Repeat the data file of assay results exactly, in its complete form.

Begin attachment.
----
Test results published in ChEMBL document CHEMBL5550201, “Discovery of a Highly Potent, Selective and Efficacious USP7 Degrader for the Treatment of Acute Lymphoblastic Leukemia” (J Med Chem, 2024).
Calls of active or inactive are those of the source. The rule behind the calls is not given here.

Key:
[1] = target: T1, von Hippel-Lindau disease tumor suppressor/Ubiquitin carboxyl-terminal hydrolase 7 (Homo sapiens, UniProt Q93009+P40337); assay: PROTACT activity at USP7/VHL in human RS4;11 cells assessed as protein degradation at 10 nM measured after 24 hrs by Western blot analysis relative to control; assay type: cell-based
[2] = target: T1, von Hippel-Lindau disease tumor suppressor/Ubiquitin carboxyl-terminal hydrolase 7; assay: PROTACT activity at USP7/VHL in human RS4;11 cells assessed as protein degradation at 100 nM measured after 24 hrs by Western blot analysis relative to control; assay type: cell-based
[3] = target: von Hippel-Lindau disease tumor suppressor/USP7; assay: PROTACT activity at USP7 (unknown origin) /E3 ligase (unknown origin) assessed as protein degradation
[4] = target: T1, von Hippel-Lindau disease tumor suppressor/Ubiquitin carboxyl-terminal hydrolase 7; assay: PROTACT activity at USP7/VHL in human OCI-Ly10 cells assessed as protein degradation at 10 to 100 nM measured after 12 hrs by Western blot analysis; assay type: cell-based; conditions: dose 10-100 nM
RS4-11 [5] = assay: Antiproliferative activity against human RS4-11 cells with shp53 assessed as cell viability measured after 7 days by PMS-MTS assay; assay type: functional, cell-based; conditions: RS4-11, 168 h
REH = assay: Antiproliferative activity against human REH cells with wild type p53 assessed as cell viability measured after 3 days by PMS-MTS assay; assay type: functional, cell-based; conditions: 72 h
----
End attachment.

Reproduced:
Test results published in ChEMBL document CHEMBL5550201, “Discovery of a Highly Potent, Selective and Efficacious USP7 Degrader for the Treatment of Acute Lymphoblastic Leukemia” (J Med Chem, 2024).
Calls of active or inactive are those of the source. The rule behind the calls is not given here.

Key:
[1] = target: T1, von Hippel-Lindau disease tumor suppressor/Ubiquitin carboxyl-terminal hydrolase 7 (Homo sapiens, UniProt Q93009+P40337); assay: PROTACT activity at USP7/VHL in human RS4;11 cells assessed as protein degradation at 10 nM measured after 24 hrs by Western blot analysis relative to control; assay type: cell-based
[2] = target: T1, von Hippel-Lindau disease tumor suppressor/Ubiquitin carboxyl-terminal hydrolase 7; assay: PROTACT activity at USP7/VHL in human RS4;11 cells assessed as protein degradation at 100 nM measured after 24 hrs by Western blot analysis relative to control; assay type: cell-based
[3] = target: von Hippel-Lindau disease tumor suppressor/USP7; assay: PROTACT activity at USP7 (unknown origin) /E3 ligase (unknown origin) assessed as protein degradation
[4] = target: T1, von Hippel-Lindau disease tumor suppressor/Ubiquitin carboxyl-terminal hydrolase 7; assay: PROTACT activity at USP7/VHL in human OCI-Ly10 cells assessed as protein degradation at 10 to 100 nM measured after 12 hrs by Western blot analysis; assay type: cell-based; conditions: dose 10-100 nM
RS4-11 [5] = assay: Antiproliferative activity against human RS4-11 cells with shp53 assessed as cell viability measured after 7 days by PMS-MTS assay; assay type: functional, cell-based; conditions: RS4-11, 168 h
REH = assay: Antiproliferative activity against human REH cells with wild type p53 assessed as cell viability measured after 3 days by PMS-MTS assay; assay type: functional, cell-based; conditions: 72 h